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The principle of piercing the corporate veil

The principle of piercing the corporate veil

By Claude D Zacharias

Translated by James Hurst (Authorised Translator), ELT - English Law Translations

The point of departure for the principle of piercing the corporate veil [Sw. ansvarsgenombrott] is that a shareholder normally does not have any personal liability to pay for the obligations of a limited company (cf. Chapter 1, Section 3 of the Swedish Companies Act). This provision is worded as follows:

The shareholders of a limited company shall bear no personal liability for the company's obligations.
Chapter 25, Section 19 contains provisions regarding the personal liability of shareholders in connection with a liquidation obligation due to capital deficiency.

1. Case-law

1.1 Piercing the corporate veil does not occur very often in Swedish law. The legal cases generally referred to in this context are NJA[1] 1947, p. 647 and NJA 1942, p. 473. (Cf. also NJA 1975, p. 45, NJA1982, p. 244 and NJA 1992, p. 375). However, the principle does exist and has also been applied within environmental law in recent years (Cf. Svea Court of Appeal, Land and Environmental Court of Appeal judgment of 26 June 2013, Case no. M 11429-12).

2. Svea Court of Appeal's judgment of 20 March 2014, Case no. T 3030-13

2.1 Svea Court of Appeal applied the principle in a judgment of 20 March 2014 in Case no. T 3030-13, a case involving liability for litigation costs incurred. The background here was that the owners of a company that had been put into bankruptcy formed another limited company ('the Litigation Company') through which an action for damages was instituted against an accountancy firm ('R'). The grounds for the action were careless tax advice that had resulted in the above-mentioned bankruptcy. The Litigation Company had a share capital of SEK 100,000 and the only activity that the Litigation Company pursued was the legal proceedings against R. The Litigation Company's share capital had been eroded, completely or in part, at regular intervals when the costs of representation were to be settled, at which time funds were injected through the agency of the owners. The action was lost and the Litigation Company then put into bankruptcy as the litigation costs could not be paid.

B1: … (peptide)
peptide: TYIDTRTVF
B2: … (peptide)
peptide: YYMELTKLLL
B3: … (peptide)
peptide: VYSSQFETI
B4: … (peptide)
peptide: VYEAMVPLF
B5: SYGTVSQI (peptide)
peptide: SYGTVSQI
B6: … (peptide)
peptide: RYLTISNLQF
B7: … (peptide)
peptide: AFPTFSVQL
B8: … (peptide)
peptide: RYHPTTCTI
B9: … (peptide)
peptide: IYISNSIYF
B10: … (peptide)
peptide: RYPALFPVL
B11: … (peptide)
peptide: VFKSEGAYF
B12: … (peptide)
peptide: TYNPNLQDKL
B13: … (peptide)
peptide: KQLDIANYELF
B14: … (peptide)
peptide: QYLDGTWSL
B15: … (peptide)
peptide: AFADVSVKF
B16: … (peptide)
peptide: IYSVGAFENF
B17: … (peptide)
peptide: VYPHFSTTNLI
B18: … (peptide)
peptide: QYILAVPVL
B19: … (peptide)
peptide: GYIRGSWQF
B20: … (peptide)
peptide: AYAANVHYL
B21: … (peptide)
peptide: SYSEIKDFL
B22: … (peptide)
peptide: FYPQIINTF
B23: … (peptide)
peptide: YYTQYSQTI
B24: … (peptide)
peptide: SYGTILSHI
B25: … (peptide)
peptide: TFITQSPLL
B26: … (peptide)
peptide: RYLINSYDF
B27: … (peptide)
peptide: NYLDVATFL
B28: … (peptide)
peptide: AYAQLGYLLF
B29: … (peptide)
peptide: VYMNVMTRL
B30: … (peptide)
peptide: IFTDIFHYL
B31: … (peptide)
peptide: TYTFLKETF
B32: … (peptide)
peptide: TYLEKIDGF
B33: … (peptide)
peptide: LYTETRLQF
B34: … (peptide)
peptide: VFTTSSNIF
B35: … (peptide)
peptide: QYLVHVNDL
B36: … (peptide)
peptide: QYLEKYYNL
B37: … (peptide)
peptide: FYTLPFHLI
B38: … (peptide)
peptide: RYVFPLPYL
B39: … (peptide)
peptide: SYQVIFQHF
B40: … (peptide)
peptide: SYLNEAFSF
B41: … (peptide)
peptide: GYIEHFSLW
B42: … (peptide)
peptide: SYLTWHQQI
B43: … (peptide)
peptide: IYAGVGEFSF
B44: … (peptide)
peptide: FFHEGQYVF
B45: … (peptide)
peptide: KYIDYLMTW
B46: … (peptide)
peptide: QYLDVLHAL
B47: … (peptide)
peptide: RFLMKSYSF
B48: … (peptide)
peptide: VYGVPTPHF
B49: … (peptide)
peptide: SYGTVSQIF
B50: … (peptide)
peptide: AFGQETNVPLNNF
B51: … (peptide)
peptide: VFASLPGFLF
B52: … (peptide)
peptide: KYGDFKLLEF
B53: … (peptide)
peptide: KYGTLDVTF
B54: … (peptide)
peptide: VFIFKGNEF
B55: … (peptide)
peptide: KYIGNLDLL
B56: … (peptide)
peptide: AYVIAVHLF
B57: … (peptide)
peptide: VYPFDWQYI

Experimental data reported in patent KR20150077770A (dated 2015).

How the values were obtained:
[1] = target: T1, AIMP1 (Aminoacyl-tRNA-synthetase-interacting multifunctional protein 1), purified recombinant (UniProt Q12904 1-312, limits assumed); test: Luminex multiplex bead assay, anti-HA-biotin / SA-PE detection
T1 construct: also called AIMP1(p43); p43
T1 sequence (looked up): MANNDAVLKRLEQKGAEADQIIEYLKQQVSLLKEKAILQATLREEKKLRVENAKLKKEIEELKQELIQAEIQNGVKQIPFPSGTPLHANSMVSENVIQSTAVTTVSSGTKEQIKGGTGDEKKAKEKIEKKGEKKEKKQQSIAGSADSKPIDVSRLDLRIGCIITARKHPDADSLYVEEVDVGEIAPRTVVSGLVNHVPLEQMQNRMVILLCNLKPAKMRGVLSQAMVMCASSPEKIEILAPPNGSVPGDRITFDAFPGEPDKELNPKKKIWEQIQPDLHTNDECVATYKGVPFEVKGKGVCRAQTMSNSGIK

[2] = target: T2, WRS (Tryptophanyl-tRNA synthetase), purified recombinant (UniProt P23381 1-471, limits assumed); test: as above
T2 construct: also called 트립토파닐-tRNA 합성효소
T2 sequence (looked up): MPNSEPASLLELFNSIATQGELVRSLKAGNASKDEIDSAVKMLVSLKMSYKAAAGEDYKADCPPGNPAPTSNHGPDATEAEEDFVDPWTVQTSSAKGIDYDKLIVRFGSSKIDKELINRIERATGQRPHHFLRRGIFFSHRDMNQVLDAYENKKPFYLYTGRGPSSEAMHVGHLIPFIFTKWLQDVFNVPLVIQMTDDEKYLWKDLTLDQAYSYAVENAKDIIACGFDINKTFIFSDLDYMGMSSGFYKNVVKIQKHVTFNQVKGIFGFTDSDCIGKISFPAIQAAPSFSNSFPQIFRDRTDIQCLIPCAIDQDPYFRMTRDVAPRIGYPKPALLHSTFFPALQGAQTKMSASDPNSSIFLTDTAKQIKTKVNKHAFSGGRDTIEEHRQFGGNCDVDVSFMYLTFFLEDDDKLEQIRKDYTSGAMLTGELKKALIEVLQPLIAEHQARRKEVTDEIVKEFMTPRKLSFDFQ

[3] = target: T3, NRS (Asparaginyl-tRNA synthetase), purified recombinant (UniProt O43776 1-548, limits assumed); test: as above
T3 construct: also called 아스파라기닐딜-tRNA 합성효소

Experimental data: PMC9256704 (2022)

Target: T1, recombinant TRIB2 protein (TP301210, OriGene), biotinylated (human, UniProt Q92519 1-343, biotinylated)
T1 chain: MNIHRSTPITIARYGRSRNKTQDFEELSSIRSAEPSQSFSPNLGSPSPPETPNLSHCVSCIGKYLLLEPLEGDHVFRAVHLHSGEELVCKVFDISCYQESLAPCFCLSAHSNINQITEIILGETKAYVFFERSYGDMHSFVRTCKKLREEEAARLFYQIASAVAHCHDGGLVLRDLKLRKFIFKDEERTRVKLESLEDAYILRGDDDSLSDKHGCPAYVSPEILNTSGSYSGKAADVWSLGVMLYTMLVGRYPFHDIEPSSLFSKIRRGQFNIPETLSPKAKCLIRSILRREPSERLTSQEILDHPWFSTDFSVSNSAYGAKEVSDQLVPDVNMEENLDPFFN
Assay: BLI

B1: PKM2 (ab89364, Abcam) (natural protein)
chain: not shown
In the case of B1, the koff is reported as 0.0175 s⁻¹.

2.2 R instituted proceedings against the owners, claiming that they should be deemed to have a personal liability for the litigation costs. The circumstances in support of the action were, among other things, that R had involuntarily been forced into expensive litigation and compelled to engage in these proceedings with a counterparty that did not have adequate capital resources and which had intentionally made itself insolvent to avoid any liability for R's litigation costs. R claimed that the owners exercised control over the company and that the company had no employees. The courts considered that the principle of piercing the corporate veil was applicable and a personal liability to pay was imposed on the owners.

3. Circumstances in support of piercing the corporate veil

3.1 The District Court stated in its judgment, which was supported in material respects by the Court of Appeal, that the principle: